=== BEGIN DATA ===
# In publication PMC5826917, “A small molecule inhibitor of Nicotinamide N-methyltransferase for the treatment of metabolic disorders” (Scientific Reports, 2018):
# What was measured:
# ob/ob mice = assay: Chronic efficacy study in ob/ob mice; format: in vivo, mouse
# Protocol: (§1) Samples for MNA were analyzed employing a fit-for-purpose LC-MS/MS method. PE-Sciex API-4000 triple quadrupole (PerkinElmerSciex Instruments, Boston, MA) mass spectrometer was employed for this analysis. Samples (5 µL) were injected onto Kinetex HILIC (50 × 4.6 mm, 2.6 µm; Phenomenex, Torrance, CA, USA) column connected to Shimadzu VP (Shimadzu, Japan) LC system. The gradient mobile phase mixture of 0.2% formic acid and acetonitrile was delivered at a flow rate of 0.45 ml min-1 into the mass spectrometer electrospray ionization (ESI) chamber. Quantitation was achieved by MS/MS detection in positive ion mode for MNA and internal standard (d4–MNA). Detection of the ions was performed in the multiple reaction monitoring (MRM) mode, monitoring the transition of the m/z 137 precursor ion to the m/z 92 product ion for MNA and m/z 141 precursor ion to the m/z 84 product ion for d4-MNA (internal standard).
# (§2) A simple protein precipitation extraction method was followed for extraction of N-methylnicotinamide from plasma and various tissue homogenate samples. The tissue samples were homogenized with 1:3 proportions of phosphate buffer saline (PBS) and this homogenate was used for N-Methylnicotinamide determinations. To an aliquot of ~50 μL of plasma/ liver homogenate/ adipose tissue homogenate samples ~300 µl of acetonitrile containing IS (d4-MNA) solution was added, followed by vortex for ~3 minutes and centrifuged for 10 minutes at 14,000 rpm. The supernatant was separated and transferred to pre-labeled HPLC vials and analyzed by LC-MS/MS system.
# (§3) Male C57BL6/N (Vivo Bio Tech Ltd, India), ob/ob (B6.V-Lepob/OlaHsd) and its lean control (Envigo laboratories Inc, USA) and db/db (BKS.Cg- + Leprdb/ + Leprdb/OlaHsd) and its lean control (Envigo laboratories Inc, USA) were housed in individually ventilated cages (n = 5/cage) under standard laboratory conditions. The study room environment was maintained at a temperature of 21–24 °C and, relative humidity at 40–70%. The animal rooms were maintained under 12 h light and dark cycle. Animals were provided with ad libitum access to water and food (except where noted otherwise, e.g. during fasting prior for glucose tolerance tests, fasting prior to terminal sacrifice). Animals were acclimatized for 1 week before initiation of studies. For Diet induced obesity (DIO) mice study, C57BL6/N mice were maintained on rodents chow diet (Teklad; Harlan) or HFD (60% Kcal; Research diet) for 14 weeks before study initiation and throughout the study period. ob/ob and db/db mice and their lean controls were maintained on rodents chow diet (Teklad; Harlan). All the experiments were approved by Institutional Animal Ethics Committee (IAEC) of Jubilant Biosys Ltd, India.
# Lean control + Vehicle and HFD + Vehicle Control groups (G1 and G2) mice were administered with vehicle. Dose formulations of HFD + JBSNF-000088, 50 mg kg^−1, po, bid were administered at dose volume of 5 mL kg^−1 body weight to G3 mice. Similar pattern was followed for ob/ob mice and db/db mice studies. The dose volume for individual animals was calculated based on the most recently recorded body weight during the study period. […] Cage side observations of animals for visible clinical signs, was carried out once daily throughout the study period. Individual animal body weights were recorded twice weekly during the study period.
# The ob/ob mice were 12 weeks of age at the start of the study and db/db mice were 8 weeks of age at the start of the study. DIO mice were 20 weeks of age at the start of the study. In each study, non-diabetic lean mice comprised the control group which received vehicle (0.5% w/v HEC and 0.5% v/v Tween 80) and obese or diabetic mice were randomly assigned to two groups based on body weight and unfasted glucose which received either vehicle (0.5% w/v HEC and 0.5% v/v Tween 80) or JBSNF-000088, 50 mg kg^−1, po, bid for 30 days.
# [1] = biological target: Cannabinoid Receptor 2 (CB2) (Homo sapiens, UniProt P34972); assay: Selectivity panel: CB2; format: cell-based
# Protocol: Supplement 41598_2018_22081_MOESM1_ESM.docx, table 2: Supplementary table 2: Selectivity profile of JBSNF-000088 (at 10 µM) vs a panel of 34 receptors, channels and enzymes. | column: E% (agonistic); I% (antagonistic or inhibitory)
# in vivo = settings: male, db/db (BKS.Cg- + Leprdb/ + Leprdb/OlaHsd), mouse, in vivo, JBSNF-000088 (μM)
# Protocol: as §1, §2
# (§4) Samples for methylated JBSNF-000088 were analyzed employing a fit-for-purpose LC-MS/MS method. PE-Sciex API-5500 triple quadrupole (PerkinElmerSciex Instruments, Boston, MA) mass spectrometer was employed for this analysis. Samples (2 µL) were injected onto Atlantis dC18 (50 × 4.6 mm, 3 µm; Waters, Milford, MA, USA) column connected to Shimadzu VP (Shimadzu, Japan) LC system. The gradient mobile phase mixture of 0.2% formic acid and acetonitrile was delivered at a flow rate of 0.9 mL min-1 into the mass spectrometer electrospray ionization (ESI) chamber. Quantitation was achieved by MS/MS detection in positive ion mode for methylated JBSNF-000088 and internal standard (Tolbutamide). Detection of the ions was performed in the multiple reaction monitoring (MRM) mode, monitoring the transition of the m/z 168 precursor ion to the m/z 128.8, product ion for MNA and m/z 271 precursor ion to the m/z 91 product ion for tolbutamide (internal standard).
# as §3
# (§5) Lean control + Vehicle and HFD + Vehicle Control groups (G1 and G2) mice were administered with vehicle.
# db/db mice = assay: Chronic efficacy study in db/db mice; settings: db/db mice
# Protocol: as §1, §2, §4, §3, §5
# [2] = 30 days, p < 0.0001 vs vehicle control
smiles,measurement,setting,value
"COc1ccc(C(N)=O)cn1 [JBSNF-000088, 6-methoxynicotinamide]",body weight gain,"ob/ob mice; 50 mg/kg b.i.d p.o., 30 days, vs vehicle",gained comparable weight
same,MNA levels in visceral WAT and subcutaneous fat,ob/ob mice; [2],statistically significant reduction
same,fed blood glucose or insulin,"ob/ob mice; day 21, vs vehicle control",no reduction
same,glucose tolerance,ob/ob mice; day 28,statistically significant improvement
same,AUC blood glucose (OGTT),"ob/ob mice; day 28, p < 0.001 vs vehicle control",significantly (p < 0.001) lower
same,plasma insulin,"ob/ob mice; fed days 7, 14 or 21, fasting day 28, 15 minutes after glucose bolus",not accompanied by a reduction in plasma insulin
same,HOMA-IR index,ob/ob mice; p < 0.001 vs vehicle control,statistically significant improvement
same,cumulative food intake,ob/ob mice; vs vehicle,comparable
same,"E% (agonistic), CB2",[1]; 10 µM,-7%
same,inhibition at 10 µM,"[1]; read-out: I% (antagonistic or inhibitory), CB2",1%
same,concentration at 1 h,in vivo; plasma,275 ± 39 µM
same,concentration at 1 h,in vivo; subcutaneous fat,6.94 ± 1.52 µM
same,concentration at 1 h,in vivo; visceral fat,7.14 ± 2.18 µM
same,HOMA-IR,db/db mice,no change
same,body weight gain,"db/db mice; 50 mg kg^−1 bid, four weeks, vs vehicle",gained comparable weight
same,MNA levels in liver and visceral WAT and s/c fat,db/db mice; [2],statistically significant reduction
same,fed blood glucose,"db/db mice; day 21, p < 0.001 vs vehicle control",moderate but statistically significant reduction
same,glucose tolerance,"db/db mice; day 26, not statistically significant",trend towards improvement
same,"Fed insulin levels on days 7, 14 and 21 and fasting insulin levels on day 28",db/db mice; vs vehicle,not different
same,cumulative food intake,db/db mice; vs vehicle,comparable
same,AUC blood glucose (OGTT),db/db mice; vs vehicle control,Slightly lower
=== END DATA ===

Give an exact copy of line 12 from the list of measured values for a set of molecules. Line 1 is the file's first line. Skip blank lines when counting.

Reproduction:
# Protocol: as §1, §2